How sustainable is online trade? For the first time, a ranking that lists international e-commerce marketplaces according to their sustainability performance is published. Second-hand business models score high in this ranking.
The most sustainable international marketplace active in Europe is the American second-hand platform eBay. In second place is Redbubble, a platform that originated in Australia, and allows artists and designers to sell their creations worldwide. Third is Etsy, the well-known marketplace for handmade and vintage products. These are the results of research commissioned by Cross-Border Commerce Europe, the platform that stimulates cross-border e-commerce in Europe.
The fact that eBay leads the ranking should come as no surprise: thanks to their focus on the sale of second-hand goods, it is estimated that about 16 per cent of the marketplace's revenues are green. Amazon, on the other hand, focuses on selling new products, making its business model score below average. Yet Jeff Bezos' company still ranks fifth thanks to clear targets regarding environmentally friendly warehouses, electrically powered fleets, and sustainable materials, products and packaging.
American companies dominate the top ten. The highest-scoring European marketplace on the list is bol.com, which ranks eighth. French Leboncoin (10), German Spreadshirt,(11), British ASOS (14) and Belgian FNAC also make it into the top fifteen. Zalando falls just behind with a seventeenth place, Farfetch and Lyst complete the top twenty.
The ranking - in full the "Top 100 Cross-Border Sustainable Marketplaces in Europe" - is based on a score out of a 100 across ten weighted KPIs such as sustainability goals, business model, shopping experience, certification, last-mile delivery and carbon footprint. The study takes into account all types of B2C, B2B, C2C and P2P online platforms operating in Europe, from all industries except travel.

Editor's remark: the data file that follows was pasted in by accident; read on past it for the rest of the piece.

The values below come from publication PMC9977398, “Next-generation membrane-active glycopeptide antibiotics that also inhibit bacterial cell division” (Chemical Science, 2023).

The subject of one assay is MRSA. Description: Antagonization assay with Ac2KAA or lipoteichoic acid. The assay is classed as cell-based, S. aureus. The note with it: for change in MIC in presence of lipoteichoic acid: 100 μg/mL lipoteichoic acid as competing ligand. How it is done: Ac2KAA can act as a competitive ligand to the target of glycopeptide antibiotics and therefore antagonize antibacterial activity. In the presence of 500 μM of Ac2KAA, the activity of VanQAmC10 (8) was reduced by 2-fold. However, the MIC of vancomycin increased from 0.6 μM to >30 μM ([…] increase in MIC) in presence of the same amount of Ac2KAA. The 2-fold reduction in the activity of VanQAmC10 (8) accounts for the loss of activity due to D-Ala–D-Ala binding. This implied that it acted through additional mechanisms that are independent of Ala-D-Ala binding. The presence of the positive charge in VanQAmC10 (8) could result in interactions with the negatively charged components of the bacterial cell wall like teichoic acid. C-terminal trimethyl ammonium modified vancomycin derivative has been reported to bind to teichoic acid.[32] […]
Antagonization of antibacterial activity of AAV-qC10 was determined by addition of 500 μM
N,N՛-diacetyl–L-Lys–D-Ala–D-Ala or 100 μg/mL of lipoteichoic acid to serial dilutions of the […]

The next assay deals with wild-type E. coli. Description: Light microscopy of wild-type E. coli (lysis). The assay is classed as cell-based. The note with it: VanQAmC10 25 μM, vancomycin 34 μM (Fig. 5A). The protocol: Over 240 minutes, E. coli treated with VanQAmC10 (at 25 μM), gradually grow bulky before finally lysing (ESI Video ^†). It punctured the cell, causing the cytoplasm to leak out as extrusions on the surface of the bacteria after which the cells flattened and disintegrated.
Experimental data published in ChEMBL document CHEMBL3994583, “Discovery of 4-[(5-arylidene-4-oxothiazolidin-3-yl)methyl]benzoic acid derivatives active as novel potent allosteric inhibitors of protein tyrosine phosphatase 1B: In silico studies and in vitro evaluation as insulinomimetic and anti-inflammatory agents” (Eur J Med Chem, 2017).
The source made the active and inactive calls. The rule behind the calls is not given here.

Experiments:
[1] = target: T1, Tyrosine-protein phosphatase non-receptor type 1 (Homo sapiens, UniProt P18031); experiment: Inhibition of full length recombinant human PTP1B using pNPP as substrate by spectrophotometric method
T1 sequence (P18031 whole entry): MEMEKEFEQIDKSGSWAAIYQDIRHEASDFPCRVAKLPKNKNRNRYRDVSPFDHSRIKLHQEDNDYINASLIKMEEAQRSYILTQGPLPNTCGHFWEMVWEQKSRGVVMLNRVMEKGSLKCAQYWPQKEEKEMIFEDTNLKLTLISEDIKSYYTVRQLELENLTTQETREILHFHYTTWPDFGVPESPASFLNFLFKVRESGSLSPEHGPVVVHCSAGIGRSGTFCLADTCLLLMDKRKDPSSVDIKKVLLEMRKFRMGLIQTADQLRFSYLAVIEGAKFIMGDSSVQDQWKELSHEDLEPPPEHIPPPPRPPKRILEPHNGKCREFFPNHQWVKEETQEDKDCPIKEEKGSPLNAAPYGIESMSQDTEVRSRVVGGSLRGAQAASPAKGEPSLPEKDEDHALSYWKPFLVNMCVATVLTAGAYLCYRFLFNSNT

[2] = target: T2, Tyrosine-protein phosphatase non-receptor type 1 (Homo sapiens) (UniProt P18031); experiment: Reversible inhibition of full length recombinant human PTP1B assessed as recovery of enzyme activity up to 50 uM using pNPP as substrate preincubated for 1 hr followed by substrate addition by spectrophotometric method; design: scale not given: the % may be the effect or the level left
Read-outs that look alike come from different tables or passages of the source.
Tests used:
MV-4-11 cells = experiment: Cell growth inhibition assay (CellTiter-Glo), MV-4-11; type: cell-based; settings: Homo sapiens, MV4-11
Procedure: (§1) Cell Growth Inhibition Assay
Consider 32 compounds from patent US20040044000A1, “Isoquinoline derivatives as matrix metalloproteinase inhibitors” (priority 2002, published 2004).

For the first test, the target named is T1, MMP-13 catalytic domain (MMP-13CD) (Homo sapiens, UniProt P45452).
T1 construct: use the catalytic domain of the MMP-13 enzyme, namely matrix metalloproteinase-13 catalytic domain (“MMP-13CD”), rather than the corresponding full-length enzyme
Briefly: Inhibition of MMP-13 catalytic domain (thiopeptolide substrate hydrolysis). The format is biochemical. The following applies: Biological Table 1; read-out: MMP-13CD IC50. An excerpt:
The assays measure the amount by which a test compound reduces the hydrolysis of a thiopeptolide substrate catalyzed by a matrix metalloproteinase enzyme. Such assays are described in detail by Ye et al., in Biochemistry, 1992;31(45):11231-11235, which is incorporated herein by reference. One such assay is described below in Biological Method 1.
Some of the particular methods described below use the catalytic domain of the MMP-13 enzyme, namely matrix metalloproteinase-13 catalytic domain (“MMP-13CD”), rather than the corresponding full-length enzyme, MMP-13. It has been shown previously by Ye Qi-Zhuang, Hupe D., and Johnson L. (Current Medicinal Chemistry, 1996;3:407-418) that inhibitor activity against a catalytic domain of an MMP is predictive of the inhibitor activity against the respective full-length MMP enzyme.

From the 100 marketplaces appearing in the ranking, 40 per cent have clear and ambitious sustainability objectives, in line with the European 'Green Deal', the analysis shows. As many as 70 per cent have signed up to eco-labels or sustainability certificates. The research team purchased and analysed products and concluded that 27 per cent of the supply could be considered sustainable. Marketplaces that focus on handmade items and customised products by consumers receive an above-average score: Depop, Vinted and StockX are good illustrations of this fast-growing segment.
Marketplaces saw a 60 per cent increase in searches for eco-friendly and ecological items last year. Buyers are more often looking for biodegradable, reusable and vintage items. Yet 'only' 40 per cent of the top 100 aim to sell at least 20 per cent sustainable products and services by 2025. They prefer to work with sustainable logistics providers, but only 10 per cent advise against air transport. The average transport footprint per item delivered in Western Europe is 4.53 kg CO2 at Amazon. That is three times as much as an eBay product, where the emission is 1.5 kg CO2 per item.